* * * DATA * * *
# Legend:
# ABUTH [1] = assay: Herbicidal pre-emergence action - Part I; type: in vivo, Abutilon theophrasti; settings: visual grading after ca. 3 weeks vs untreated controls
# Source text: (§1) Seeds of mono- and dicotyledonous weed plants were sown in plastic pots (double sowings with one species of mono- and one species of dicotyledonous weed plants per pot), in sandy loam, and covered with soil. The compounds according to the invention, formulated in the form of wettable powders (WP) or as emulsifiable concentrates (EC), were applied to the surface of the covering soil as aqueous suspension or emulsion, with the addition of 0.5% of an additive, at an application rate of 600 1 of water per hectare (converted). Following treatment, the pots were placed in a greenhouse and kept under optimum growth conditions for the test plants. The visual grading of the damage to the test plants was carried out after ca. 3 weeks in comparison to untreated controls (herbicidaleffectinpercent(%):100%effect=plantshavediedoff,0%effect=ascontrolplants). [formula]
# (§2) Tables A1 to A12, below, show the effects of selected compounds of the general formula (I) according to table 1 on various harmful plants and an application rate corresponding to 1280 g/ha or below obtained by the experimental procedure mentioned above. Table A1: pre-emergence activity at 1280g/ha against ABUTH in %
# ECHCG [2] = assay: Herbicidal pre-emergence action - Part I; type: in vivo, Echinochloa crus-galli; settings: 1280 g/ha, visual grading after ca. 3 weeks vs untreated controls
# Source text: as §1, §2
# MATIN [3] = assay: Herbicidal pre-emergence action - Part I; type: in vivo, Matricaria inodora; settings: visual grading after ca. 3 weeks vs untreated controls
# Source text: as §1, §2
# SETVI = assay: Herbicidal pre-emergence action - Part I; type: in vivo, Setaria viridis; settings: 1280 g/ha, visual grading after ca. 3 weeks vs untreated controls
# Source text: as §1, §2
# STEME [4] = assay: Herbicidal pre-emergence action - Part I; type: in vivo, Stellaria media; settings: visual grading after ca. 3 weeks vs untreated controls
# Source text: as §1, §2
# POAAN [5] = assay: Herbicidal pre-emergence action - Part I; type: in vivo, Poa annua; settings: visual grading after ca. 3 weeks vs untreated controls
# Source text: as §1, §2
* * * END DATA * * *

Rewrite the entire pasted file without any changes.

# Legend:
# ABUTH [1] = assay: Herbicidal pre-emergence action - Part I; type: in vivo, Abutilon theophrasti; settings: visual grading after ca. 3 weeks vs untreated controls
# Source text: (§1) Seeds of mono- and dicotyledonous weed plants were sown in plastic pots (double sowings with one species of mono- and one species of dicotyledonous weed plants per pot), in sandy loam, and covered with soil. The compounds according to the invention, formulated in the form of wettable powders (WP) or as emulsifiable concentrates (EC), were applied to the surface of the covering soil as aqueous suspension or emulsion, with the addition of 0.5% of an additive, at an application rate of 600 1 of water per hectare (converted). Following treatment, the pots were placed in a greenhouse and kept under optimum growth conditions for the test plants. The visual grading of the damage to the test plants was carried out after ca. 3 weeks in comparison to untreated controls (herbicidaleffectinpercent(%):100%effect=plantshavediedoff,0%effect=ascontrolplants). [formula]
# (§2) Tables A1 to A12, below, show the effects of selected compounds of the general formula (I) according to table 1 on various harmful plants and an application rate corresponding to 1280 g/ha or below obtained by the experimental procedure mentioned above. Table A1: pre-emergence activity at 1280g/ha against ABUTH in %
# ECHCG [2] = assay: Herbicidal pre-emergence action - Part I; type: in vivo, Echinochloa crus-galli; settings: 1280 g/ha, visual grading after ca. 3 weeks vs untreated controls
# Source text: as §1, §2
# MATIN [3] = assay: Herbicidal pre-emergence action - Part I; type: in vivo, Matricaria inodora; settings: visual grading after ca. 3 weeks vs untreated controls
# Source text: as §1, §2
# SETVI = assay: Herbicidal pre-emergence action - Part I; type: in vivo, Setaria viridis; settings: 1280 g/ha, visual grading after ca. 3 weeks vs untreated controls
# Source text: as §1, §2
# STEME [4] = assay: Herbicidal pre-emergence action - Part I; type: in vivo, Stellaria media; settings: visual grading after ca. 3 weeks vs untreated controls
# Source text: as §1, §2
# POAAN [5] = assay: Herbicidal pre-emergence action - Part I; type: in vivo, Poa annua; settings: visual grading after ca. 3 weeks vs untreated controls
# Source text: as §1, §2